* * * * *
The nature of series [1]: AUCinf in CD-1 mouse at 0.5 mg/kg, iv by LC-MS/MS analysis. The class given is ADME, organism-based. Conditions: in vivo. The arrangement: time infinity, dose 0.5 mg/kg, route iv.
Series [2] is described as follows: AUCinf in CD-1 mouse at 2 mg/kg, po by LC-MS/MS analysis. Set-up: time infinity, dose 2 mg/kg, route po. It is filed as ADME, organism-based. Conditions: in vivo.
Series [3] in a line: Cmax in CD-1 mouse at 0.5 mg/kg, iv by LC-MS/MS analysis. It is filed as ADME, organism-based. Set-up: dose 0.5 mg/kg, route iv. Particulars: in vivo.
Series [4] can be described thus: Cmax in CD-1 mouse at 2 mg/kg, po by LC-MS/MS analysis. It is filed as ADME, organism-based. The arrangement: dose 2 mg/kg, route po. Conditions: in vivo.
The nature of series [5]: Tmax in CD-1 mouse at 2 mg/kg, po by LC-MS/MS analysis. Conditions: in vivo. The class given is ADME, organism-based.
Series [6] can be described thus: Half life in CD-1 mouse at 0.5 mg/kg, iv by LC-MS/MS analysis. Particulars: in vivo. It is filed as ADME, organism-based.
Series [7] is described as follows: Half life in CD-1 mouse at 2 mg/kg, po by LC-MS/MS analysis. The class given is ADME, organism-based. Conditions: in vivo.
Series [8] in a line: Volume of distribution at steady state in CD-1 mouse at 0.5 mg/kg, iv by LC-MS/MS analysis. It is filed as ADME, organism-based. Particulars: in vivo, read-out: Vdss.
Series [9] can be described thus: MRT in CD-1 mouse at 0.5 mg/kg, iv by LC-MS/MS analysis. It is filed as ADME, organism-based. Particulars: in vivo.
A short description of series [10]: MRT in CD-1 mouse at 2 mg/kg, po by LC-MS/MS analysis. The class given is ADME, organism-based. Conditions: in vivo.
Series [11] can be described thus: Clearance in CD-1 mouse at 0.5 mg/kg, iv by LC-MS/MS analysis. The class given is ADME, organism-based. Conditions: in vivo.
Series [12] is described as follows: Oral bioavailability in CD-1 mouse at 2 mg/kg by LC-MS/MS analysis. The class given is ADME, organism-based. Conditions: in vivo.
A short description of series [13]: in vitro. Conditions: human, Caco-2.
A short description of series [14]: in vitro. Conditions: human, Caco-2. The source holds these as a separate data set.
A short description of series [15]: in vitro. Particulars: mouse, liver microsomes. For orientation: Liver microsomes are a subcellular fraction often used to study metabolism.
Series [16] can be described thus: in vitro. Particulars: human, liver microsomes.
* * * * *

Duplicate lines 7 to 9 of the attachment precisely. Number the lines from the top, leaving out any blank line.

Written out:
Series [7] is described as follows: Half life in CD-1 mouse at 2 mg/kg, po by LC-MS/MS analysis. The class given is ADME, organism-based. Conditions: in vivo.
Series [8] in a line: Volume of distribution at steady state in CD-1 mouse at 0.5 mg/kg, iv by LC-MS/MS analysis. It is filed as ADME, organism-based. Particulars: in vivo, read-out: Vdss.
Series [9] can be described thus: MRT in CD-1 mouse at 0.5 mg/kg, iv by LC-MS/MS analysis. It is filed as ADME, organism-based. Particulars: in vivo.